Judy Tzu-Chun Wu is a professor of Asian American studies and the director of the Humanities Center at the University of California, Irvine. She specializes in Asian American, immigration, comparative racialization, women's, gender, and sexuality histories. She is the author of Dr. Mom Chung of the Fair-Haired Bastards: The Life of a Wartime Celebrity (2005), a biography of the first American-born Chinese woman physician, and Radicals on the Road: Internationalism, Orientalism, and Feminism during the Vietnam Era (2013), which examines the international travels of American antiwar activists during the U.S. War in Viet Nam and the political inspiration that decolonizing Asia offered to American radicals. She coedits a book series with Brill Press, Gendering the Trans-Pacific World: Diaspora, Empire, and Race, and its inaugural volume Gendering the Trans-Pacific World (2017). She also coedited Women's America: Refocusing the Past (8th edition, 2015). She is the current coeditor of Women and Social Movements in the United States, 1600-2000, a major online resource in U.S. women's history, and the editor for Amerasia Journal, the oldest journey for the field of Asian American Studies. With Gwendolyn Mink, she is currently writing a political biography of Patsy Takemoto Mink, the first woman of color in Congress and the namesake for Title IX.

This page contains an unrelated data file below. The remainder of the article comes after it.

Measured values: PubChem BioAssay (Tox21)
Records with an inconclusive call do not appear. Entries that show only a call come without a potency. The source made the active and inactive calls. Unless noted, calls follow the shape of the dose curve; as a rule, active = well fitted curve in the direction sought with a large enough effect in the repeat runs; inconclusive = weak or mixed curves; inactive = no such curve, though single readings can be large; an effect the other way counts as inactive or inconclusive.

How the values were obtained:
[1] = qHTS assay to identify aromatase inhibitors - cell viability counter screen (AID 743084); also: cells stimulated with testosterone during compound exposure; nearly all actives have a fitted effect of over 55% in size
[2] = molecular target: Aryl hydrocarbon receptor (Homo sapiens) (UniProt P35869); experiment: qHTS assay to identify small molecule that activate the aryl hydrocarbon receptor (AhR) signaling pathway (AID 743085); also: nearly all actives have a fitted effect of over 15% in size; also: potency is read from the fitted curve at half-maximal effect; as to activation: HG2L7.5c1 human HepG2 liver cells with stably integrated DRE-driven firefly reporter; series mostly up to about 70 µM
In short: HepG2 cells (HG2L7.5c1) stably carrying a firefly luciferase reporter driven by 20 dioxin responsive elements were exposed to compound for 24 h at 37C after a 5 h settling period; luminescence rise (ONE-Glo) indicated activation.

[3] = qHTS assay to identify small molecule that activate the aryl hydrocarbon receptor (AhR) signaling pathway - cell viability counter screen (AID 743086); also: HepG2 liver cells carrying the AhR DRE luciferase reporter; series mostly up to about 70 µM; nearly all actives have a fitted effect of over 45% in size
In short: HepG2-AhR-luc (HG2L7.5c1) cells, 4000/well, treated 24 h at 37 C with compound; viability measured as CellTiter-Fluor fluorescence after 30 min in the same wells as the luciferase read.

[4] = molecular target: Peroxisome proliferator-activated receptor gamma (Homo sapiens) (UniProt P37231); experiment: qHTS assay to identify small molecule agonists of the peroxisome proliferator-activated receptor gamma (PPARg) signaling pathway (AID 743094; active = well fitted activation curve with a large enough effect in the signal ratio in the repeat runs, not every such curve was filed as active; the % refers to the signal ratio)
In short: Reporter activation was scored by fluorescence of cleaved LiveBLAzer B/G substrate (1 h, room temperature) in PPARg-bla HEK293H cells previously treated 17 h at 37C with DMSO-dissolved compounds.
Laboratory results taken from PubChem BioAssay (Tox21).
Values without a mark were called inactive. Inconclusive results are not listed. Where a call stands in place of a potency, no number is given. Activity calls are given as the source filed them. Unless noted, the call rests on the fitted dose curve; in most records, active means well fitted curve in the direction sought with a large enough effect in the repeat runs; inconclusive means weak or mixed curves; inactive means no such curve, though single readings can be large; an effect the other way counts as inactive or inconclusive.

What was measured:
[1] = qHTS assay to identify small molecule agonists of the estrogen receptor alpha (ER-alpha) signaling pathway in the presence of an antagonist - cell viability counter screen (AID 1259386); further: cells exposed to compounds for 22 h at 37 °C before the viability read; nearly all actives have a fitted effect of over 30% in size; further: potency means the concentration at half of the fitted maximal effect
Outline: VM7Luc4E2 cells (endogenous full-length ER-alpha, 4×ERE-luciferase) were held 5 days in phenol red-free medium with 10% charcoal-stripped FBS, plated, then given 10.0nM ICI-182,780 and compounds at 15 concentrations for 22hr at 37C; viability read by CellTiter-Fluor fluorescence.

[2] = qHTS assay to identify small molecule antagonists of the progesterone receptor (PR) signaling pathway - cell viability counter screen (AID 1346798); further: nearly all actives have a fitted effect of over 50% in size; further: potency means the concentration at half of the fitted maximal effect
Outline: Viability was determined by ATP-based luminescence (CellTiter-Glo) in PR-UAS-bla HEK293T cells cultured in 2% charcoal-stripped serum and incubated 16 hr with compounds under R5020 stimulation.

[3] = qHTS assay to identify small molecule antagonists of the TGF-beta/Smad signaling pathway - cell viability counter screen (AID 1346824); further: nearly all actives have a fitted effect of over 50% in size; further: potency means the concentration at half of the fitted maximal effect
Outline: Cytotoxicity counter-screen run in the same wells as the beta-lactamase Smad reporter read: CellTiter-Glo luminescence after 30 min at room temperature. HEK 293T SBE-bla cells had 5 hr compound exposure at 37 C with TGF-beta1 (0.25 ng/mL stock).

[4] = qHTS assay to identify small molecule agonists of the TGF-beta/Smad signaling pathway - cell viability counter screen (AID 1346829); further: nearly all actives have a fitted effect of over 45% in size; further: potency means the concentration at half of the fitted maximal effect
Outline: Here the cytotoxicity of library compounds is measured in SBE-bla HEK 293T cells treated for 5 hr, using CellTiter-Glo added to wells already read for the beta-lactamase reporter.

In 1970, Black Panther Party Leader Eldridge Cleaver led a delegation of American journalists and activists on a tour of North Korea, the Peoples Republic of China, and North Vietnam. Critical of U.S. involvement in Southeast Asia, these self-described anti-imperialists sought direct, people-to-people, contact with America’s cold war enemies. This talk focuses on the four people of color on the delegation, specifically Eldridge Cleaver and Elaine Brown of the Black Panthers, Alex Hing of the San Francisco-based Red Guards, U.S.A., and Pat Sumi from the Movement for a Democratic Military. The backgrounds of these individuals, their experiences in and perceptions of Socialist Asia, as well as their relationships with one another shed light on the ways in which people and ideas traveled across national borders to shape political subjectivities and inspire social movements. The anti-imperialist delegation offers a case study of how the experience of travel both confirmed preexisting beliefs in and promoted new forms of Third World internationalism among black and Asian American activists. Also, the composition of the delegation provides a window onto the frequently complex multi-racial dynamics of 1960s activism, particularly between African Americans and Asian Americans, two groups who ostensibly appeared to be on opposite ends of the political spectrum. Third, the anti-imperialist delegation constitutes an opportunity to examine how gender and sexuality shaped inter-racial and inter-national encounters. Finally, this tour of socialist Asia allows for the exploration of a phenomenon that I have identified as "radical orientalism." Delegation members continued the practice of cultivating visions of the East as the polar opposite of the West and using that dichotomization to more clearly define themselves. To critique the perceived corruption of western society, they highlighted the differences between revolutionary Asia and mainstream America. However, instead of denigrating the East, they sought inspiration from Asian countries and peoples. As a source for alternative cultural and political values, the radical Orient assisted black and Asian American activists in imagining the creation of new identities and new societies.